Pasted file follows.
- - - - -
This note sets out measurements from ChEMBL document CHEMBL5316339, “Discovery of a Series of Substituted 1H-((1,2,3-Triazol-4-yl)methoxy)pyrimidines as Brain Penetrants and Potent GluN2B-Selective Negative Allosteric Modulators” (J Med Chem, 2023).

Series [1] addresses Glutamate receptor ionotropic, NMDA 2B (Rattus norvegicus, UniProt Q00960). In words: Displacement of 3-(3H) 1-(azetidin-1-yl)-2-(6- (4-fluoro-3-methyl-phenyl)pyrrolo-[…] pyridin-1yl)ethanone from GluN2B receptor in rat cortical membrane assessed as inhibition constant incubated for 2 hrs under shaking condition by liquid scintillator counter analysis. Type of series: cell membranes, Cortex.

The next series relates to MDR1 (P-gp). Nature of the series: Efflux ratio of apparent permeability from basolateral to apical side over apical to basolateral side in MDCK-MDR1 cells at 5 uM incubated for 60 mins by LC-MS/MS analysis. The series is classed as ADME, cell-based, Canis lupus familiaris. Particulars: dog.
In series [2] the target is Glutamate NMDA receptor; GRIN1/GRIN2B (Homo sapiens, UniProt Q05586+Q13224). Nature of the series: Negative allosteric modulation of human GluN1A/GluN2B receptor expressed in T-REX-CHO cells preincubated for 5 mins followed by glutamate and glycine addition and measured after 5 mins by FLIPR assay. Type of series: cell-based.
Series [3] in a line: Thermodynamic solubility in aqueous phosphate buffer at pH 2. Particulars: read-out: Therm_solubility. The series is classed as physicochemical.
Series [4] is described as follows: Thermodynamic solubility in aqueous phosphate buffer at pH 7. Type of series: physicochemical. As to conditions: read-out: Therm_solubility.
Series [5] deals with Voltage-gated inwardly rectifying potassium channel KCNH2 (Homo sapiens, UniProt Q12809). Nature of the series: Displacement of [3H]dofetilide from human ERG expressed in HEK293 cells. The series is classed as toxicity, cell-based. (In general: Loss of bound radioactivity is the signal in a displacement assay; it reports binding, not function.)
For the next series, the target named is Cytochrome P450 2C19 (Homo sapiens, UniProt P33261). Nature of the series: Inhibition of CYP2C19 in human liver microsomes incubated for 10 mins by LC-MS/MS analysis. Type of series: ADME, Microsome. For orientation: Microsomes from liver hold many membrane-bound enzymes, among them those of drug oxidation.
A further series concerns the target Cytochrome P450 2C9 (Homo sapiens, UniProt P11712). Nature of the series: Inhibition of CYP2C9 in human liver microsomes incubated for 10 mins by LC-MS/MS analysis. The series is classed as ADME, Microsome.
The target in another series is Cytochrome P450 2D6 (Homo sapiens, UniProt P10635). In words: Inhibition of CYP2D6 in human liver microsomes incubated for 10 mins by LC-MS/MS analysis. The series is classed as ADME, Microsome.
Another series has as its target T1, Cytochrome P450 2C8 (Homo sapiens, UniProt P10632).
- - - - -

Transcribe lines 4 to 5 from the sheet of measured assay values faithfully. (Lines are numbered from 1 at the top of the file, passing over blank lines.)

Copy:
In series [2] the target is Glutamate NMDA receptor; GRIN1/GRIN2B (Homo sapiens, UniProt Q05586+Q13224). Nature of the series: Negative allosteric modulation of human GluN1A/GluN2B receptor expressed in T-REX-CHO cells preincubated for 5 mins followed by glutamate and glycine addition and measured after 5 mins by FLIPR assay. Type of series: cell-based.
Series [3] in a line: Thermodynamic solubility in aqueous phosphate buffer at pH 2. Particulars: read-out: Therm_solubility. The series is classed as physicochemical.